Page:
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Capture and Share Events with Mobile Apps

Capture and Share Events with Mobile Apps

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Man filming with his smartphone

Documenting and sharing the happenings of an event or fundraiser can be tricky if you're responsible for organizing it as well. Thankfully, with the power of mobile apps, you can be a photographer, videographer, social media promoter, and a liveblogger for your events. To kick off TechSoup's 2013 Digital Storytelling Challenge, we have compiled apps to help you showcase your organization in action.

Also, make sure to follow TechSoup's Online Community Coordinator, Alexandra Bezdikian, as she tests the digital storytelling tools of the trade. She'll be reporting on a few of the apps listed here, as well other storytelling platforms.

Liveblogging, Curation, and Social Media

CoverItLive is the go-to liveblogging tool for journalists all over the world. Nonprofits can also benefit from this easy-to-use program. You can give real-time updates from fundraisers or liveblog featured speakers at events from your laptop or mobile device. CoverItLive is a bit more costly than other programs in this list so make sure that your organization will get a lot of use from it. MediaBistro compiled some free alternatives to CoverItLive in this blog post.

One of the easiest (and free!) ways to cover an event is by livetweeting through Twitter. You can set up a hashtag for your event or use pre-established hashtag. Additionally, make sure to get the Twitter handles of any speakers or participants at the event. Click here for a list of our favorite social media management apps. After the event, Scoop It (Android, iOS) is a useful tool for compiling press coverage, photos, social media, and more into one, slick-looking page.  


Instagram (Android, iOS) is the ultimate social photo-sharing platform. You can add filters and effects to your photos and share them with Twitter or Facebook. Like Twitter, you can set up a hashtag for your event and tag your photos with it. You can even set up an Instagram printer at your event. If your organization uses Flickr (Android, iOS, Windows Phone) to manage photos, the mobile app is a must-have companion. It not only helps you keep your photos organized, but you can also use it to upload and edit photos.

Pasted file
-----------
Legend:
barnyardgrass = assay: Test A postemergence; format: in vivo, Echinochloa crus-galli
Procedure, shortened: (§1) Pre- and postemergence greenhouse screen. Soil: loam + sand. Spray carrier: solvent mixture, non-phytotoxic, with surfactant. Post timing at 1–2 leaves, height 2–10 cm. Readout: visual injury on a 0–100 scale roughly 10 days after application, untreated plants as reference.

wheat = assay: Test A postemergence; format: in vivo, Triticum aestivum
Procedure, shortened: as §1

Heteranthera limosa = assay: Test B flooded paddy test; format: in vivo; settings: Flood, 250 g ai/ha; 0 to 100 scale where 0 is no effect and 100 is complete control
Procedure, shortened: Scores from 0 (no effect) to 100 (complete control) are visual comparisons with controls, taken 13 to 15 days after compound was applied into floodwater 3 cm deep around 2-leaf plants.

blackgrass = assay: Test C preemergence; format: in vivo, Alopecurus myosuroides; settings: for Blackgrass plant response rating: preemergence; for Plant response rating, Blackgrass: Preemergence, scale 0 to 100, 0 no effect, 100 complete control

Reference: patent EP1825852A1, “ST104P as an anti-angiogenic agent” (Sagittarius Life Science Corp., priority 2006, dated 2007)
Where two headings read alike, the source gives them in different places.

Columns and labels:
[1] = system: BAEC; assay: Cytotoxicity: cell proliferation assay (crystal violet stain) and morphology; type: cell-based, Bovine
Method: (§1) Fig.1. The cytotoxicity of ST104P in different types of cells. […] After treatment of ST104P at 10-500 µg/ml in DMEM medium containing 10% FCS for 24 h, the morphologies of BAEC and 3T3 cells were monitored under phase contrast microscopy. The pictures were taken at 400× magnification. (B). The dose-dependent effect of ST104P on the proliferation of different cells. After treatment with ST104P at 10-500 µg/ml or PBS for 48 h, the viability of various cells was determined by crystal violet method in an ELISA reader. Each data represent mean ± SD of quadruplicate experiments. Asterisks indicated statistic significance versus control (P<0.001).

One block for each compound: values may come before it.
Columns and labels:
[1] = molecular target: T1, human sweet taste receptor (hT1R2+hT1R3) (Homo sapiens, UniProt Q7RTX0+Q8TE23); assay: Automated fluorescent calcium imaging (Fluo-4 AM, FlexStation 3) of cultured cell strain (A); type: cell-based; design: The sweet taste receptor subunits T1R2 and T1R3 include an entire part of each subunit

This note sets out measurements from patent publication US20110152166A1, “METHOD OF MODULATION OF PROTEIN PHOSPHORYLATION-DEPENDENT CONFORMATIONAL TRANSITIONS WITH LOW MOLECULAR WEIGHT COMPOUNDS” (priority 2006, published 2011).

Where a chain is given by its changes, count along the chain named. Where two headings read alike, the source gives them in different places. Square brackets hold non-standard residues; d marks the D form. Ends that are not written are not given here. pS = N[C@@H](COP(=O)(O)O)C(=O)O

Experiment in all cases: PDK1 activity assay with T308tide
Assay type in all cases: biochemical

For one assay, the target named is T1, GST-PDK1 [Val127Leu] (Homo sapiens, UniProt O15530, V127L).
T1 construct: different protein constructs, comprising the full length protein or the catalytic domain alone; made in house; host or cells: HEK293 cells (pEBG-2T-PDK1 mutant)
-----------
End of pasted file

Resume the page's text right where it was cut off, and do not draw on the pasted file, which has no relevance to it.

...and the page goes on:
To edit your photos on the fly, check out Adobe Photoshop Express (Android, iOS). You can also create and share layered images with the touch of your hand.

Turn your photos into word collages with Wordfoto (iOS). This app lets you turn any photograph into a mosaic made up of your chosen words. The result is a one-of-a-kind image that you can share on your website or through social media post-event. There are a number of apps that let you build and share photo collages after a fundraiser or event. Layout (iOS), Pic Collage (Android, iOS), Diptic (iOS), and PhotoGrid (Android, iOS) are some of our favorites.


Pictures might be worth a thousand words, but video can show your organization in action. Out of all of the video apps listed here, Vyclone (iOS) might be the best for covering an event. You can mix film taken on your iPhone with footage taken by other people filming the same events.

Vine (iOS) (Note: Vine has a 17+ rating on iTunes) is one of the latest social video apps to emerge. The app allows you record 6-second stop-motion videos with your phone's camera and then share them with Facebook or Twitter. The finished result is an impressive, looping video that can impress and inspire your audience. Cinemagram (iOS) is essentially the Instagram for video.  Like Vine, you can create short and beautiful videos, but you can also apply filters and effects. You can also create hybrids between photos and videos. If you need to record a longer video, the YouTube app is an old standby for uploading and sharing video. Some phones even let you upload to YouTube directly from your video gallery.

More Resources

Do you use your smartphone to capture and share your events? Tell us how and what apps you use in the comments.  

Image: Man with smartphone, Shutterstock

Ginny Mies is a Content Curator at TechSoup Global.

  • As the photographer, videographer and storyteller of our organization reading this post opened my mind to options that I never considered.  The ability to share our story would be right in the palm of my hands.  Thank you, Ginny, for this much needed info.